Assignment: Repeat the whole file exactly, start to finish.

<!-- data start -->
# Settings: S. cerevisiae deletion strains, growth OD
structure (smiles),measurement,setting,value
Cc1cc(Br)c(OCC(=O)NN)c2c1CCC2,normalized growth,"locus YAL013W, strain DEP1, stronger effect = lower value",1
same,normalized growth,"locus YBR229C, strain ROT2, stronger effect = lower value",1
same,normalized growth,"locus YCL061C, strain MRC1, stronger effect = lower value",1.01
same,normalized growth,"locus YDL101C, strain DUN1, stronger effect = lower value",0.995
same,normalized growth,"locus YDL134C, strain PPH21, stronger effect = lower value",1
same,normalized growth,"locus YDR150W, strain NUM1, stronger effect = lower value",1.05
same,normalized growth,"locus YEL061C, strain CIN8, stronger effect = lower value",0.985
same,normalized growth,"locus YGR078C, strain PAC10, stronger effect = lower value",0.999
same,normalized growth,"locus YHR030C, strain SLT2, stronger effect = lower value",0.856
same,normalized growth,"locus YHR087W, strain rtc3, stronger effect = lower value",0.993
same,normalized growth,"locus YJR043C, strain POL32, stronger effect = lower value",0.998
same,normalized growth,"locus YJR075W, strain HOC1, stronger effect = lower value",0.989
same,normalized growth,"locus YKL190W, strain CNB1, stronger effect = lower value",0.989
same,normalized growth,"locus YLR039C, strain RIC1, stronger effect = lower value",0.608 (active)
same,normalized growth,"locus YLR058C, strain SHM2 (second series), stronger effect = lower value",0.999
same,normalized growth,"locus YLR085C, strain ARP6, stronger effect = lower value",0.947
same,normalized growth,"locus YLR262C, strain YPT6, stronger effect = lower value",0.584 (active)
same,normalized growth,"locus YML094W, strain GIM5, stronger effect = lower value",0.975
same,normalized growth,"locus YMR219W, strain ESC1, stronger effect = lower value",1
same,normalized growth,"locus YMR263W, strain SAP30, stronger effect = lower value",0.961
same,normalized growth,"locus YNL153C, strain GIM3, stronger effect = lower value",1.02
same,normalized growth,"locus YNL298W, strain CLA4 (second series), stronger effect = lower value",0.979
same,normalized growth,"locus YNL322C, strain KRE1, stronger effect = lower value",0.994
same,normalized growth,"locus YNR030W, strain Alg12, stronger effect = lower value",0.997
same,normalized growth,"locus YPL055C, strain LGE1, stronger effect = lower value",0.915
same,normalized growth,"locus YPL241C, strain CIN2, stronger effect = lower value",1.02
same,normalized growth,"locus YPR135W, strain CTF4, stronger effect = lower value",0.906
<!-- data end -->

# Settings: S. cerevisiae deletion strains, growth OD
structure (smiles),measurement,setting,value
Cc1cc(Br)c(OCC(=O)NN)c2c1CCC2,normalized growth,"locus YAL013W, strain DEP1, stronger effect = lower value",1
same,normalized growth,"locus YBR229C, strain ROT2, stronger effect = lower value",1
same,normalized growth,"locus YCL061C, strain MRC1, stronger effect = lower value",1.01
same,normalized growth,"locus YDL101C, strain DUN1, stronger effect = lower value",0.995
same,normalized growth,"locus YDL134C, strain PPH21, stronger effect = lower value",1
same,normalized growth,"locus YDR150W, strain NUM1, stronger effect = lower value",1.05
same,normalized growth,"locus YEL061C, strain CIN8, stronger effect = lower value",0.985
same,normalized growth,"locus YGR078C, strain PAC10, stronger effect = lower value",0.999
same,normalized growth,"locus YHR030C, strain SLT2, stronger effect = lower value",0.856
same,normalized growth,"locus YHR087W, strain rtc3, stronger effect = lower value",0.993
same,normalized growth,"locus YJR043C, strain POL32, stronger effect = lower value",0.998
same,normalized growth,"locus YJR075W, strain HOC1, stronger effect = lower value",0.989
same,normalized growth,"locus YKL190W, strain CNB1, stronger effect = lower value",0.989
same,normalized growth,"locus YLR039C, strain RIC1, stronger effect = lower value",0.608 (active)
same,normalized growth,"locus YLR058C, strain SHM2 (second series), stronger effect = lower value",0.999
same,normalized growth,"locus YLR085C, strain ARP6, stronger effect = lower value",0.947
same,normalized growth,"locus YLR262C, strain YPT6, stronger effect = lower value",0.584 (active)
same,normalized growth,"locus YML094W, strain GIM5, stronger effect = lower value",0.975
same,normalized growth,"locus YMR219W, strain ESC1, stronger effect = lower value",1
same,normalized growth,"locus YMR263W, strain SAP30, stronger effect = lower value",0.961
same,normalized growth,"locus YNL153C, strain GIM3, stronger effect = lower value",1.02
same,normalized growth,"locus YNL298W, strain CLA4 (second series), stronger effect = lower value",0.979
same,normalized growth,"locus YNL322C, strain KRE1, stronger effect = lower value",0.994
same,normalized growth,"locus YNR030W, strain Alg12, stronger effect = lower value",0.997
same,normalized growth,"locus YPL055C, strain LGE1, stronger effect = lower value",0.915
same,normalized growth,"locus YPL241C, strain CIN2, stronger effect = lower value",1.02
same,normalized growth,"locus YPR135W, strain CTF4, stronger effect = lower value",0.906